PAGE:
Paint Schoodic

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Tuesday, September 19, 2017

From Spain to Maine

This reclusive artist never showed his work during his lifetime. It’s worth seeing now.


Untitled, by Erik Lundin. Courtesy of the Kelpie Gallery.
On my way out of town last week, I stopped at the Kelpie Gallery in South Thomaston to see a retrospective exhibition of the works of Erik Lundin. For 45 years, Lundin shuffled between Rockland, Maine and Madrid, Spain. His work has never been shown before.

Lundin received an MA in English Literature from Ohio University and taught English Literature for ten years at Lake Superior State College in Michigan. Eventually, he relocated, spending half the year in Madrid and half in Thomaston, Maine. Lundin then spent the next 45 years painting geodynamic landscapes of Maine, the clay cliffs of Guadalaraja, the Seven Peaks of Cercedilla and the Ontigona Sea of Aranjuez. In 2000, Dr. Antonio Dominguez Rey reproduced a waxing by the artist in his magazine of poetry and poetics, Serta (volume 5). Lundin was also an accomplished pianist.

Untitled, by Erik Lundin. Courtesy of the Kelpie Gallery.
“Lundin surrounded himself with creative and academic friends while living in Spain, yet kept very much to himself while in Maine,” said the Kelpie Gallery’s Susan Lewis Baines. “A true academic and artist, his work is both cerebral and esthetically pleasing. Many of his paintings successfully show the struggle of being two persons in one, the socialite and the recluse.”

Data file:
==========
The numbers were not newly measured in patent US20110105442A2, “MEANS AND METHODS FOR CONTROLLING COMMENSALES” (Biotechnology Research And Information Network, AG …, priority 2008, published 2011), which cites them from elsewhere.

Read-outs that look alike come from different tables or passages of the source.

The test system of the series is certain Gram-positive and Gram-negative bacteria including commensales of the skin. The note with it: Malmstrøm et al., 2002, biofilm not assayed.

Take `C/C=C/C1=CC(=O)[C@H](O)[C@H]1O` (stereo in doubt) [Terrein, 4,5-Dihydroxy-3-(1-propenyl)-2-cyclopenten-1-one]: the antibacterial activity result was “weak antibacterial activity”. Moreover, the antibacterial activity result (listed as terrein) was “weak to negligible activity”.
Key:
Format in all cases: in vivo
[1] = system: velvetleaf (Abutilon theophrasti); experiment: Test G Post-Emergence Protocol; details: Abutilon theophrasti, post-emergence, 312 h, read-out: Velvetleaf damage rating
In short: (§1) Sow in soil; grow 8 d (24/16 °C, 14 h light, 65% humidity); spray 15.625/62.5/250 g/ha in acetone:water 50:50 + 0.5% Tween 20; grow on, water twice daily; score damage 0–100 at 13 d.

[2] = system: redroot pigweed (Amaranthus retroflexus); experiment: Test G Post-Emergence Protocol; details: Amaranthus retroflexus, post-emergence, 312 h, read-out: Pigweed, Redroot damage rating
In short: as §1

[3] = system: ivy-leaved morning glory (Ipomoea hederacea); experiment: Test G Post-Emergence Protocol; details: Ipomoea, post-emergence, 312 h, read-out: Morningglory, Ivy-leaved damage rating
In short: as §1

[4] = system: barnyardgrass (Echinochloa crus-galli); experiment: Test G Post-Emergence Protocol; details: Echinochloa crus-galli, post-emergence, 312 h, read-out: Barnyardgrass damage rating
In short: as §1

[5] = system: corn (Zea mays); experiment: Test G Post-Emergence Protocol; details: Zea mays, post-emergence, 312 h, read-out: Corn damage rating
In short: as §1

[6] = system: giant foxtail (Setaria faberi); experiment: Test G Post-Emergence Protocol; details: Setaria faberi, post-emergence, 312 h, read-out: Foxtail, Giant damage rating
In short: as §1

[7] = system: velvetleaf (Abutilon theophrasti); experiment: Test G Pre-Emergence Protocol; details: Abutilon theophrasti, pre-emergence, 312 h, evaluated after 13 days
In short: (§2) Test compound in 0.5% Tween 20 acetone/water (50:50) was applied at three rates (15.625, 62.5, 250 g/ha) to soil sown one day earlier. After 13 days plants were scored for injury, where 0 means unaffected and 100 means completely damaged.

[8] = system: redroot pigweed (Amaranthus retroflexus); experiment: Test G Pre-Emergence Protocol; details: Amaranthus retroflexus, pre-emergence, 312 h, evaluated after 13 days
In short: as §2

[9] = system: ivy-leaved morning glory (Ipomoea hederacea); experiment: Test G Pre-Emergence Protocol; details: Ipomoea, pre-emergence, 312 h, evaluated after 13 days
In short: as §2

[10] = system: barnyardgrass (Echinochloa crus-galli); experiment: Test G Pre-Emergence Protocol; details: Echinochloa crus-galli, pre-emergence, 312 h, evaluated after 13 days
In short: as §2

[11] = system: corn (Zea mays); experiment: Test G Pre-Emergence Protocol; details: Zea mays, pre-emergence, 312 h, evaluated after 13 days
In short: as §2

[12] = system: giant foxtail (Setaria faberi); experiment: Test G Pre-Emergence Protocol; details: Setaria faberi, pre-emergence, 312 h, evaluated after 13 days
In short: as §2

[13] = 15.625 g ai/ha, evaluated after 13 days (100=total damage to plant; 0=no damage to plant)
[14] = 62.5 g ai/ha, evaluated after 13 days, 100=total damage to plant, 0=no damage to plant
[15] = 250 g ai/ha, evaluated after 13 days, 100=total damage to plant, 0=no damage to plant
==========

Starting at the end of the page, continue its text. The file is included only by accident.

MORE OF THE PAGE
Untitled, by Erik Lundin. Courtesy of the Kelpie Gallery.
The paintings on display at The Kelpie Gallery span Lundin’s entire creative life. How he could be an extrovert in Madrid and a loner in Rockport, and why he felt the need to alternate between both existences, is a mystery now shrouded in time. But his social bifurcation is not the only dichotomy in his work.
Untitled (balistraria), by Erik Lundin. Courtesy of the Kelpie Gallery.
His paintings were strongly influenced by Spanish Cubism and Spanish subjects, including the balistraria (arrow slits) of medieval fortresses. Meanwhile, his other self was deeply engaged in painting the granite coast of Maine, particularly the rocks at Pemaquid. While most of his work studies the architecture of natural forms, the collection also includes some traditionally-rendered, sensitive portraits of friends and a lover.

Untitled, by Erik Lundin. Courtesy of the Kelpie Gallery.
Because he wasn’t interested in showing and selling his work, Lundin had the latitude to explore ideas. He did so extensively. For example, the collection includes several composite boards with postcard-sized sketches. Each board explores a single theme.

Lundin’s color sense was particularly strong. He used strong chromatic contrasts in lieu of the neutrals we typically associate with the granite coast.

Untitled, by Erik Lundin. Courtesy of the Kelpie Gallery.
Sales of Lundin’s paintings will benefit end-of-life care at the Sussman House, a seven-bed hospice in Rockport. The Sussman House provides seven-day-a-week/24-hours-a-day compassionate care, pain management, and skilled nursing for patients whose symptoms cannot be managed at home. While the show has officially closed, the works can be viewed by appointment at the Kelpie Gallery.

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